Timeless Treasures
 for Adventurous Spirits

About Lexi

Lexi Erickson Designs began in 1988. While studying for an advanced degree in archaeology, Lexi wanted to learn about bronze, and how the Age of Bronze emerged from the Stone Age. Photo of Lexi in front of the Chephren Pyramid“Metals fascinated me," she says, “and while we found beads and jewelry objects in excavation sites, the only jewelry I really knew about was 'jewelry store jewelry.' That didn’t interest me a bit.” At the persistent insistence of a friend, she took a university level jewelry course to learn about bronze. The rest is history. Lexi earned a Masters Degree in Jewelry Design and Fabrication, and fell in love with making her own unique style of jewelry; not the high polished gold and diamonds found in the mall jewelry stores, but earthy, natural and organic looking pieces. By using distinctive, museum-quality cabochons, unusual shapes, and distressing her work, her pieces look like they came from another culture and were dug up yesterday. These one-of-a-kind pieces have given Lexi Erickson’s jewelry the instantly recognizable features of adventure and travel to ancient, exotic cultures. Lapidary Journal Cover

This love affair has continued, and now that she has “retired” from teaching college archaeology, anthropology and jewelry making, Lexi has turned to full-time jewelry making and world travel. As a Contributing Editor of Lapidary Journal Jewelry Artist, Lexi writes numerous articles on techniques and tools. She writes frequently for Jewelry Making Daily. “I am blessed in the fact that I get to continue my love of teaching through writing numerous step-by-step articles, and with the six DVDs I’ve made for Interweave Press, my How to Solder Jewelry book, and also featured articles on tools or my travels, I enjoy every minute of it.” The award-winning jewelry artist and five-time cover artist for Lapidary Journal (“Well, 4.5 times cover artist,” Lexi jokes, “One of the pictures was small.”) has taught workshops all over the world and charms students with her wit and relaxed, professional teaching style. Students are instantly put at ease while learning the exacting, and some times frustrating jewelry making techniques. As many students have experienced “Lexi makes it so easy and explains why things work. That helps me understand techniques so much better,” they exclaim.

Lexi also teaches one-on-one private lessons in her Denver studio. Loving the mountains which spring up outside of her hometown, Fairplay, Coloraoshe says “I am inspired by the geology, colors and light of the Rocky Mountains in which I live. With this, I blend my Northern European heritage with its strong Scandinavian design ideals. Combine this with the mysticism of long forgotten civilizations where I have studied, taught and worked as an archaeologist, and the spirituality of the people of the Four Corners area of the Southwest, where I grew up.” Mix this together and you find a unique style of jewelry not usually found in today’s market. “From the open-air markets of Cairo to the beaches of Easter Island, I personally select each stone, traveling throughout the world to find exotic and unusual accents, that perfect color, that exact shape needed.” Ruby Necklace And that’s what makes Lexi Erickson’s jewelry so distinctive and remarkable.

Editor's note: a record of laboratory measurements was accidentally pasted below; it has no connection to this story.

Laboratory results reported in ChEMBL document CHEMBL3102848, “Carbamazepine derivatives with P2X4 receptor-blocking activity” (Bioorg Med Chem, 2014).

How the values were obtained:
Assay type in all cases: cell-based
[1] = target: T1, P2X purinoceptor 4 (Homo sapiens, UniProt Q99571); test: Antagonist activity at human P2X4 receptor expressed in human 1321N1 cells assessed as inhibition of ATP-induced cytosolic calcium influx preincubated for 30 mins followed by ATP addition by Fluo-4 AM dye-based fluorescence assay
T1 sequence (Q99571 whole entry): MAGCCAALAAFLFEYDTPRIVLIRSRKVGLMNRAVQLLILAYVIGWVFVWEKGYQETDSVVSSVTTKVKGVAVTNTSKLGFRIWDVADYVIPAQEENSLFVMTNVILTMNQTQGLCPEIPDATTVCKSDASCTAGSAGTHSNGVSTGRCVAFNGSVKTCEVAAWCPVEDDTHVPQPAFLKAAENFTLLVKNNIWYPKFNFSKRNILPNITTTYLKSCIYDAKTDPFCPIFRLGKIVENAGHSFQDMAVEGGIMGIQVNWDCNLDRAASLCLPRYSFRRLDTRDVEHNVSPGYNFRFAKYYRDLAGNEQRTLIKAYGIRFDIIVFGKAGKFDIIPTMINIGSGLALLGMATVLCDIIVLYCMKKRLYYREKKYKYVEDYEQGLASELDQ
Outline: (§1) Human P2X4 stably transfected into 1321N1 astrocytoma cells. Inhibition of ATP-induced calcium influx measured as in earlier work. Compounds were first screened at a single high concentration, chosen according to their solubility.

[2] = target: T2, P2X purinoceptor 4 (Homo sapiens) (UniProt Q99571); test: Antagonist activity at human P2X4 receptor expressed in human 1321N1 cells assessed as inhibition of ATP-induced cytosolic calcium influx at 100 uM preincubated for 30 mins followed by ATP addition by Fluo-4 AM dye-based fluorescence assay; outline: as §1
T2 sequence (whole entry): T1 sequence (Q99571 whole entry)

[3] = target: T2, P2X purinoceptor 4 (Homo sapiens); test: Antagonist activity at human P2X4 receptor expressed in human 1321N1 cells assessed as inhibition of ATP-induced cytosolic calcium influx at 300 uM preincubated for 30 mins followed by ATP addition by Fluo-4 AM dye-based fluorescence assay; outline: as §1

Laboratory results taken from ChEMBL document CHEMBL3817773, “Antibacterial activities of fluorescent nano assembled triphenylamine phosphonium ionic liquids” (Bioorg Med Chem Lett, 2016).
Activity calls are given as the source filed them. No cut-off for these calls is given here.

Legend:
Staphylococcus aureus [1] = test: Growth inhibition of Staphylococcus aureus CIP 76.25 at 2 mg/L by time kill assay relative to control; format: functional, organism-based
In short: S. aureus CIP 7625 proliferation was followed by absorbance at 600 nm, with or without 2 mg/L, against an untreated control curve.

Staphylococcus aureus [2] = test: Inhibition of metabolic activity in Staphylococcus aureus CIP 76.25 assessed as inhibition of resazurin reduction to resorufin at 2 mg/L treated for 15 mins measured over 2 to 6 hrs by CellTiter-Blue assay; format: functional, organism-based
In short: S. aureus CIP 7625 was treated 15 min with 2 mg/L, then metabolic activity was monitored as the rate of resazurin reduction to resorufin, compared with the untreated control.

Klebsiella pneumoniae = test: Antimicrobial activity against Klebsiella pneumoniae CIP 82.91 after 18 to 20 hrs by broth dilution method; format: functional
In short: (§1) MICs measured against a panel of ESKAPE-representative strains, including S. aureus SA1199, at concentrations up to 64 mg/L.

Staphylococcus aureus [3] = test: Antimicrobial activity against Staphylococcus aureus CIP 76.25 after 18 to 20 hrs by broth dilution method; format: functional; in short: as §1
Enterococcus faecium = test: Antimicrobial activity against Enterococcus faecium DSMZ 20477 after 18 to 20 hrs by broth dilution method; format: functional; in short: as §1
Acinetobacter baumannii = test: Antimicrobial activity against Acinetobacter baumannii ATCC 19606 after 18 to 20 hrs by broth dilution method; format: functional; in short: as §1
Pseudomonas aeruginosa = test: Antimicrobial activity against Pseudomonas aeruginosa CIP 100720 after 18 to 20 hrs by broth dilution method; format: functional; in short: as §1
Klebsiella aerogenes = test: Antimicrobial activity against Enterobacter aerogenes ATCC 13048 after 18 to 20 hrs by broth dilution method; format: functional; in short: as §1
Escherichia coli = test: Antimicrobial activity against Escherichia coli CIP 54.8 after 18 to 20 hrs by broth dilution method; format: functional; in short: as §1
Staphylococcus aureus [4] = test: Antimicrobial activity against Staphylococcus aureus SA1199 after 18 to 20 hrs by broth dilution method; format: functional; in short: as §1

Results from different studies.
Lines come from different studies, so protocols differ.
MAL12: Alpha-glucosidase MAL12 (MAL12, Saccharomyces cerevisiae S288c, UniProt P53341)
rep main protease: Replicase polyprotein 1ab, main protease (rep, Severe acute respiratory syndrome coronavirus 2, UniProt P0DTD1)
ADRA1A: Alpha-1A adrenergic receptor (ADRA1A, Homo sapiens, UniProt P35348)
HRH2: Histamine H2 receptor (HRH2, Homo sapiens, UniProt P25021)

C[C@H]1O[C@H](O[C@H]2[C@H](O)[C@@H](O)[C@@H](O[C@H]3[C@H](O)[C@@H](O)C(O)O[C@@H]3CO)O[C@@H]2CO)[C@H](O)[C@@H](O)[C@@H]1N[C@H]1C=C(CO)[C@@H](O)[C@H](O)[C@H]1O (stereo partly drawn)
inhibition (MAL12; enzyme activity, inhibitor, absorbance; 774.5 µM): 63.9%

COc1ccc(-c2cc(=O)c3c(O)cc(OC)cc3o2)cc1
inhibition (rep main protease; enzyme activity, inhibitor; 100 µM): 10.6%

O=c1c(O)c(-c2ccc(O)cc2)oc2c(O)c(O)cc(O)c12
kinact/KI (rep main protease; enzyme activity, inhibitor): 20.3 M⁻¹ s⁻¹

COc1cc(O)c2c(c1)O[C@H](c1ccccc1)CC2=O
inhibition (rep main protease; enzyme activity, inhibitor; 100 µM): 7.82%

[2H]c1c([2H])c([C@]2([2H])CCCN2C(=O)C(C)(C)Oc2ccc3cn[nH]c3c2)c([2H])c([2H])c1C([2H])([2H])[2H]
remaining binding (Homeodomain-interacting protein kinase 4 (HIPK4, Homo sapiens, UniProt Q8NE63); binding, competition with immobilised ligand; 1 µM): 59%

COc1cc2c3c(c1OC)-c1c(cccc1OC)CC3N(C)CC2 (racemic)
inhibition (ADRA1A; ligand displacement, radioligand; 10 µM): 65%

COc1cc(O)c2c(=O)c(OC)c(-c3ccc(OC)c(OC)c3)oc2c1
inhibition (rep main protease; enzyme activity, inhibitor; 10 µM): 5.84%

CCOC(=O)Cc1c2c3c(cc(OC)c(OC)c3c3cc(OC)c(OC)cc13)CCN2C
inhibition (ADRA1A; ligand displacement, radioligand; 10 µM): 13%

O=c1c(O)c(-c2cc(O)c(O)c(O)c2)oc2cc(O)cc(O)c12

Lexi speaks about her work: "I use only the finest materials. I hand finish each piece using the ancient techniques. Little or no electricity is used during the entire process. Because of this, almost every piece is a one-of-a-kind treasure. I make each piece myself, therefore my yearly output is less than 100 pieces, all designed, made, and hand-finished by me. It’s a very spiritual process for me.” Each piece is stamped and numbered, to become a collector’s item to be cherished for many generations to come.

I hope your choice of Lexi Erickson jewelry will give you eons of enjoyment and continue to delight your eyes. Become a collector.

Artist Statement

“I am inspired by the geology and geomorphology of the American Southwest, the patinas of her canyons and the archaeology of the Ancients. My design exercises are hikes into her backcountry, looking for and recording textures, colors, and the Spirit of Place, which then emerges in metal and stone as a piece of my soul.

“I’m doing the kind of work that I love to wear. It’s earthy, bold, and romantic. My pieces are usually conversation starters. If others love what I find beautiful, and choices I’ve made, and get the same feeling from my work, and wish to purchase it, then that’s delightful. However, I feel that to make a piece only for an economic reward at the end ruins both the spirituality of the piece and the joy I have in creating it. My reward comes from the joy of watching something I create come to life in front of my eyes.”